‘I dream images’

Award-winning photographer Paul Stevenson has been making waves across the world with a series of unusual and striking images, inspired by anything and everything from the local landscapes and light to his family and nature.

The Scremerston father has a number of accolades to his name. A hypnotic black and white close-up of his son’s eye won first place in a competition run by art mag Adore Noir, while a dramatic image of waves crashing over Berwick’s lighthouse was the winning entry in a Daily Telegraph competition.

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Paul Stevenson with his exhibitionof photographs in Berwick Library.'File Name : _DSC0007.JPG''File Size : 1.5MB (1619704 Bytes)''Date Taken : 2009/11/17 10:38:34''Image Size : 2464 x 1632 pixels''Resolution : 300 x 300 dpi''Bit Depth : 8 bits/channel''Protection Attribute : Off''Hide Attribute : Off''Camera ID : N/A''Camera : NIKON D2Hs''Quality Mode : N/A''Metering Mode : Matrix''Exposure Mode : Manual''Speed Light : Yes''Focal Length : 19 mm''Shutter Speed : 1/60 second''Aperture : F4.5''Exposure Compensation : 0 EV''White Balance : N/A''Lens : N/A''Flash Sync Mode : N/A''Exposure Difference : N/A''Flexible Program : N/A''Sensitivity : N/A''Sharpening : N/A''Image Type : Color''Color Mode : N/A''Hue Adjustment : N/A''Saturation Control : N/A''Tone Compensation : N/A''Latitude(GPS) : N/A''Longitude(GPS) : N/A''Altitude(GPS) : N/A

Scottish Field used one of Paul’s images – a scene featuring a sunset-soaked campervan – as its cover shot in July last year; and a quirkily-captured stream at an old Fisherman’s bothy on the Tweed came second in a world Sony competition.

What is so surprising then, is that Paul didn’t pick up a camera seriously until just a few years ago, after he was diagnosed with late onset Tourette’s syndrome, seemingly triggered by the death of a close friend.

The former nightclub doorman and landscape gardener was keeping busy as a stay-at-home dad when the syndrome turned his life upside down at the age of 46.

He is one of 15% of the 300,000 sufferers in the UK with an extreme form of the condition, including expletive-laden and often bizarre outbursts, as well as body spasms.

“It went from being a tic to having involuntary body movements and swearing in the space of just a few months,” Paul says.

“I didn’t go out and I didn’t want to see anyone in case I frightened them, or they were staring at me.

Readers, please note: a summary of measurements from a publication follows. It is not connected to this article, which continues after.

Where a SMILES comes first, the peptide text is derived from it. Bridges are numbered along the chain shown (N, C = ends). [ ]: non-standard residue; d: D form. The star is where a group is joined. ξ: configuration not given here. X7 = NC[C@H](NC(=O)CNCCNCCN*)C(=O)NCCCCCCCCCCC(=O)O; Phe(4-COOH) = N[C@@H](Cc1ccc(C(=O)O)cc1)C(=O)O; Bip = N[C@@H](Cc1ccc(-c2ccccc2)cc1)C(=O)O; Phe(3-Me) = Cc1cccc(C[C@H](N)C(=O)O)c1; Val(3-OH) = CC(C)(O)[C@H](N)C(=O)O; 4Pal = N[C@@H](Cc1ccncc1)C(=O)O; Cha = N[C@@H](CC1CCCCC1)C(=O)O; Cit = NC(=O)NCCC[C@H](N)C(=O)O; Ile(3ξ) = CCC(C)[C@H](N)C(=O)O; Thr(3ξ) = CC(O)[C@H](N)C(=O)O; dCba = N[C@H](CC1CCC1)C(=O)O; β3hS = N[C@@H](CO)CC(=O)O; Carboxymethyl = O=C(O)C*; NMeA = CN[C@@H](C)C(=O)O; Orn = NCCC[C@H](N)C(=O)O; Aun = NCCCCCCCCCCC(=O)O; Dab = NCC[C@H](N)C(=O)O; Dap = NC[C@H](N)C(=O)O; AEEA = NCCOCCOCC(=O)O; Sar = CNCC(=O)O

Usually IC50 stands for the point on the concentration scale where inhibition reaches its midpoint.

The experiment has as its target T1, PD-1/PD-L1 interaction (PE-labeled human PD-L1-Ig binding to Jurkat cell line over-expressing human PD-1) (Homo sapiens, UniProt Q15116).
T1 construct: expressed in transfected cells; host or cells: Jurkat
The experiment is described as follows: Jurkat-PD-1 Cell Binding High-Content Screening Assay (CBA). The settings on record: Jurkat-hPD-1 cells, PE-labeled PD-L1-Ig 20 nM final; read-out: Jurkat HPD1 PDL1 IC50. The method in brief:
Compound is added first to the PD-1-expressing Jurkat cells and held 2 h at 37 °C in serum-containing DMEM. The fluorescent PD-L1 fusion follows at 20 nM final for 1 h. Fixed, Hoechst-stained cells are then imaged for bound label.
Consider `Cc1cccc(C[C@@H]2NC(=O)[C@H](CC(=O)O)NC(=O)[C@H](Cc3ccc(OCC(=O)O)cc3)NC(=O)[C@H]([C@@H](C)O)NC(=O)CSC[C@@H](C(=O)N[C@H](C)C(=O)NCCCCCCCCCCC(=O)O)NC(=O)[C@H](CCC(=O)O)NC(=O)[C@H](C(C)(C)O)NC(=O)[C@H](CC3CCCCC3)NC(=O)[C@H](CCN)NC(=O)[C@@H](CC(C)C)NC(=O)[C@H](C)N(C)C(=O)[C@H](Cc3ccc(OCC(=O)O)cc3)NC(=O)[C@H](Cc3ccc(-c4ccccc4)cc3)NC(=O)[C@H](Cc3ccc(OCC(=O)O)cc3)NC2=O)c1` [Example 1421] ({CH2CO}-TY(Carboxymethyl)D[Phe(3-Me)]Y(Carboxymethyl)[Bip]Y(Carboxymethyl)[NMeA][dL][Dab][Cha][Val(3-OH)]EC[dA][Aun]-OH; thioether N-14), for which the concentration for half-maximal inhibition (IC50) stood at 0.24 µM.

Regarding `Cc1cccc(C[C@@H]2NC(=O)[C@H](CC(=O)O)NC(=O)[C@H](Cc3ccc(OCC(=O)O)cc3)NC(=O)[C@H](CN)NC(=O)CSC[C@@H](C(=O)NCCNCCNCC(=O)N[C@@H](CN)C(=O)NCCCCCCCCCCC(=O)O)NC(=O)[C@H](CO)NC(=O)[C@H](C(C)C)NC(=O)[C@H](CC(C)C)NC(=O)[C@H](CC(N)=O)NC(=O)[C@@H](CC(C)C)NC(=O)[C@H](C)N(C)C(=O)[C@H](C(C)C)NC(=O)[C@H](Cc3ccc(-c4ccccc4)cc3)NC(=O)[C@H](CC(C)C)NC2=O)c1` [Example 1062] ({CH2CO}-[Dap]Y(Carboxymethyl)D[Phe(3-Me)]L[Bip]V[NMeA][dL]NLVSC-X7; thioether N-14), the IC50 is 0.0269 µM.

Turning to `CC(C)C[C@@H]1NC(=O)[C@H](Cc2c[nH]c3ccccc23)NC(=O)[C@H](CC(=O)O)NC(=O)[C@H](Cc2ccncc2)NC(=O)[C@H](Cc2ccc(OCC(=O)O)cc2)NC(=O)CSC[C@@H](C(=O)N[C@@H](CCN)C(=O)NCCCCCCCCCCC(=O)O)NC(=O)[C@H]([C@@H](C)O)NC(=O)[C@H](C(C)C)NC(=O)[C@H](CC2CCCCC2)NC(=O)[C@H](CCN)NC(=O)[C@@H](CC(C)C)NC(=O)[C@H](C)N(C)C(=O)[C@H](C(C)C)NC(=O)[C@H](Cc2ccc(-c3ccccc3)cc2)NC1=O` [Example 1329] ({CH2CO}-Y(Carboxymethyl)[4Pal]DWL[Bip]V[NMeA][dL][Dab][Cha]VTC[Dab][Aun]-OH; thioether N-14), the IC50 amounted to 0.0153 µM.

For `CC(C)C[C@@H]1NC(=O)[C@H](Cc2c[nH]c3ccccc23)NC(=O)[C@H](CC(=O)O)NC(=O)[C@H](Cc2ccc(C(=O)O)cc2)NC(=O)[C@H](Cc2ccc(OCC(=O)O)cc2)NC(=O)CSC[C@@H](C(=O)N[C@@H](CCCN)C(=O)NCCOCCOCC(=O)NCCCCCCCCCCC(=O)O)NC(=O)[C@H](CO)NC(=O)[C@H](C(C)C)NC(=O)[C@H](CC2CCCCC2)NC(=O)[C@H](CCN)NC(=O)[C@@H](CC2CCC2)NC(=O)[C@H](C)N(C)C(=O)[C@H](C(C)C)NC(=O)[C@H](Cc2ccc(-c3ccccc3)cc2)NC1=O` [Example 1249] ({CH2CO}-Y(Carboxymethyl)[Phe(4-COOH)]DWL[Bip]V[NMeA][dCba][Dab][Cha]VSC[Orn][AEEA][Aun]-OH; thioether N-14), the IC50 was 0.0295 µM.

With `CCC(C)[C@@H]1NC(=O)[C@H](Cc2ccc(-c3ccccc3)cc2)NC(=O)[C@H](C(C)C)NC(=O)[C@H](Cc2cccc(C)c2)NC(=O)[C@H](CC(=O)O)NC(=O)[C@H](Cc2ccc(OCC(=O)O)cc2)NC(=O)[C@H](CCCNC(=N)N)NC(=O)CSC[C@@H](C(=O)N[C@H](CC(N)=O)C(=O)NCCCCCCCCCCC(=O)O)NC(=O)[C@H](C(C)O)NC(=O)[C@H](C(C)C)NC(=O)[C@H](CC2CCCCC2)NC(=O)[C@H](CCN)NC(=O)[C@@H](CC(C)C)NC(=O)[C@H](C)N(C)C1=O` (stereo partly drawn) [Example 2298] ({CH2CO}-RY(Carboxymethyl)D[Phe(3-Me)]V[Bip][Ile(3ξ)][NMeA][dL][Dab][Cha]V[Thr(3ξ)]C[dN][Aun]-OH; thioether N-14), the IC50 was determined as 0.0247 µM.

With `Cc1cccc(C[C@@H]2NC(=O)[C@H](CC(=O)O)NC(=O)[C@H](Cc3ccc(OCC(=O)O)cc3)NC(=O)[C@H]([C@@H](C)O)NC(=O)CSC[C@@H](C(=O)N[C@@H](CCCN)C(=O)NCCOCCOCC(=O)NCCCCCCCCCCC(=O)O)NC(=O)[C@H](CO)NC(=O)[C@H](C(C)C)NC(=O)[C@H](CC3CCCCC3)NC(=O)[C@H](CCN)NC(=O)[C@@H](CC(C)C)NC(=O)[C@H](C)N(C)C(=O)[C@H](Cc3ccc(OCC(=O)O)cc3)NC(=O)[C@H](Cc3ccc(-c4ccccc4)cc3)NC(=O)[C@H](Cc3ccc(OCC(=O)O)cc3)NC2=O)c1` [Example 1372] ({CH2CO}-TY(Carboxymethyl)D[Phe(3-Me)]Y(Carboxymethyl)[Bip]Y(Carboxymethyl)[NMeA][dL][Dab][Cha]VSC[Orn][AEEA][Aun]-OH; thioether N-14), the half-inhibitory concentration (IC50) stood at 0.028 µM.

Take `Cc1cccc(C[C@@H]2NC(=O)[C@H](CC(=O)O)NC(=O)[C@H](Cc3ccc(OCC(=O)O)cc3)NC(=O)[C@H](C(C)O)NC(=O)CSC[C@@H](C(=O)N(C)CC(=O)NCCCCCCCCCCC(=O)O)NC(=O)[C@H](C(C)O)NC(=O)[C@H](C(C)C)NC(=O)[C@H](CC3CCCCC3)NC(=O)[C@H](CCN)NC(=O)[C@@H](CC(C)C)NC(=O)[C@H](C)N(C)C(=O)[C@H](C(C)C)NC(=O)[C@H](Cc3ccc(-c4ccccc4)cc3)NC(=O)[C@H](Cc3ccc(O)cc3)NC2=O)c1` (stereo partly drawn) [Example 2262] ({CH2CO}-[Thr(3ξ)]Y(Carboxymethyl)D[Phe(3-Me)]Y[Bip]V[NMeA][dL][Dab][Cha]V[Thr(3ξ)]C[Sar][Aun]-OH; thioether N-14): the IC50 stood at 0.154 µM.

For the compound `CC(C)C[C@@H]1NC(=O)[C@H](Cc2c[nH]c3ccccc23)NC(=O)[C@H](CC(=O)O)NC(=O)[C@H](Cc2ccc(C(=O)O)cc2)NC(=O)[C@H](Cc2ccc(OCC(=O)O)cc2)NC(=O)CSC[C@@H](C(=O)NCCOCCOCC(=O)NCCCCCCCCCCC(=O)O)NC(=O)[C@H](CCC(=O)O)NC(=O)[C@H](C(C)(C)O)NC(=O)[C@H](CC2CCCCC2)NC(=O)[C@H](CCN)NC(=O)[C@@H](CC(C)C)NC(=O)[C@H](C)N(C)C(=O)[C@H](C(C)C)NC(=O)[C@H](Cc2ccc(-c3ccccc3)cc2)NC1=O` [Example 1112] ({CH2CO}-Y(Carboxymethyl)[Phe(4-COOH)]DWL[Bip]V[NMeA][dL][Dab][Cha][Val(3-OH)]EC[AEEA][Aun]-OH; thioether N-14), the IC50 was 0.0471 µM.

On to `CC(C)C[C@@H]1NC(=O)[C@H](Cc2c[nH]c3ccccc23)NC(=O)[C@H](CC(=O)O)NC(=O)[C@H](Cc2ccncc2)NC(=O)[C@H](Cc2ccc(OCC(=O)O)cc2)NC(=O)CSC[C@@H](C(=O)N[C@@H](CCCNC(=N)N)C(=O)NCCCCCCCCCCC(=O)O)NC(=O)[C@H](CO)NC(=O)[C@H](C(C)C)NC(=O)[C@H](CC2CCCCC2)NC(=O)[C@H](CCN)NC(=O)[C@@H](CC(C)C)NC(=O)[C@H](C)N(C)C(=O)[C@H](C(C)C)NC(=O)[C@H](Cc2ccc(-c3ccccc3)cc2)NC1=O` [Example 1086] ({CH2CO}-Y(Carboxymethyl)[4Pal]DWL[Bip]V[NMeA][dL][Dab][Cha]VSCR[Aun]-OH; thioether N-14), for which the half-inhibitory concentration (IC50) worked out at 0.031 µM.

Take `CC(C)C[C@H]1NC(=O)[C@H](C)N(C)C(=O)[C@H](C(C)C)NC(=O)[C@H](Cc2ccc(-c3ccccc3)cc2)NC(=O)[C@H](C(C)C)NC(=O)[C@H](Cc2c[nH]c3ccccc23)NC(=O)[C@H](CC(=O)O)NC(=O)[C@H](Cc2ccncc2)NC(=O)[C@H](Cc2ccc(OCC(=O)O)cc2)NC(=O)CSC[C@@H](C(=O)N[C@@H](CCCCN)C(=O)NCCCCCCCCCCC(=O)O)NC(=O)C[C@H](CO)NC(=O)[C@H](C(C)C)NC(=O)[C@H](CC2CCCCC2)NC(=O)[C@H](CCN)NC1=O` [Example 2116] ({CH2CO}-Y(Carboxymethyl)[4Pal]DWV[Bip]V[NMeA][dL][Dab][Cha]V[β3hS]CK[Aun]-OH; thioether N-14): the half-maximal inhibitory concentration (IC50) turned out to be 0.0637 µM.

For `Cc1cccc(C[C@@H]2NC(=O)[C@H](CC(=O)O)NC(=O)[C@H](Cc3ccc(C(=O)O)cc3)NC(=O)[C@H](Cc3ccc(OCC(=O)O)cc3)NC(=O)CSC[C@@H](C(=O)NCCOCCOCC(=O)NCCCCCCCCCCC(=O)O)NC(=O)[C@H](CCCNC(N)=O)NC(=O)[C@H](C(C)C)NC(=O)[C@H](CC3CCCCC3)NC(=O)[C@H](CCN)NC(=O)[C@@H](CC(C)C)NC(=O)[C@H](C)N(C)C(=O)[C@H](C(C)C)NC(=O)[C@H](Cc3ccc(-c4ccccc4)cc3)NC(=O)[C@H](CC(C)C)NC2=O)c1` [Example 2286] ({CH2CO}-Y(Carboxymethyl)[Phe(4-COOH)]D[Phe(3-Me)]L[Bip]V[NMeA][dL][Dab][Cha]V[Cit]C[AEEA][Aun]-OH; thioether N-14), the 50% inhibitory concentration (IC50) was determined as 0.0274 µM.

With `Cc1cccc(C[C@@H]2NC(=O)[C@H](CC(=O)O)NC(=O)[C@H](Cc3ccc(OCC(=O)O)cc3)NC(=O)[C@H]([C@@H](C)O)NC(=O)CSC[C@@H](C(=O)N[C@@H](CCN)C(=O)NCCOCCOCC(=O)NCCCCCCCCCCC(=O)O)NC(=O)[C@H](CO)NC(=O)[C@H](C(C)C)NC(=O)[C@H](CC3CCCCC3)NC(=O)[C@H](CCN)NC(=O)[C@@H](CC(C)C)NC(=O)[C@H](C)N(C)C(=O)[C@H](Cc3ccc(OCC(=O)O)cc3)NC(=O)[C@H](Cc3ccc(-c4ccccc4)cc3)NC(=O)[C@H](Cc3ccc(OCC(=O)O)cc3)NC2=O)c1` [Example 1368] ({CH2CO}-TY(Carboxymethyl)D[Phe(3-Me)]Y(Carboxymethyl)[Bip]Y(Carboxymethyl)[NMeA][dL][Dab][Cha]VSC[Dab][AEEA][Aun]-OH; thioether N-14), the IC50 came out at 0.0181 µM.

“I have always enjoyed looking at other people’s pictures, so my wife Carol bought me a camera, just to try and get me out of the house really.

“I noticed that my tics weren’t as bad when I was taking pictures at home or out with the family, perhaps because it was helping me to focus on something.”

It quickly became his main hobby and a way of relaxing. Paul proved to have a natural talent for composition, capturing atmosphere and movement.

His photographs often offer an unusual perspective. He likes to take shots from ground level, giving people a totally new angle of a view they are used to seeing.

Commended by judges across the globe, his work has been hailed as “incredible” and “truly amazing”, with Paul credited with “a natural eye for photography”.

“I dream images, and I wake up and go and try and get them,” Paul reveals. “I have only done that since the condition started so that’s something.

“Do I think that the Tourette’s is a gift from God? No way, but it (the photography) is a positive thing that’s come from it.

“I have bad moments, it does get me down sometimes - I can’t pick my kids up from school because my tics go through the roof. I’m not always upbeat. It upsets me when people laugh at me when I’m out with my children.

“But I had to think do I let the condition beat me or do I not? I have young kids at home that need me, so I can’t afford to let it beat me.”

Paul has used his photographs to help spread awareness about Tourette’s, overlaying slogans like ‘Having Tourette’s syndrome doesn’t make me any less of a person - just more of an individual’, and ‘We might not be able to cure Tourette’s, but together we can cure ignorance’ over striking images of his children or a rainbow.

“If I can use my photographs to get across our message then great,” he said. “It’s about picking up on the positives and working with them, making a difference.

“It’s not about self promotion and I don’t go out to sell stuff. Sometime people have contacted me and asked if they can buy one of my images, and I’ve just asked them to make a donation to Tourette’s Action.”

Paul is hoping to exhibit a selection of his images in Berwick, to help raise awareness.

○To see more of Paul’s images go to https://500px.com/StevieWonder

○For more information about the condition and the support that is available go to www.tourettes-action.org.uk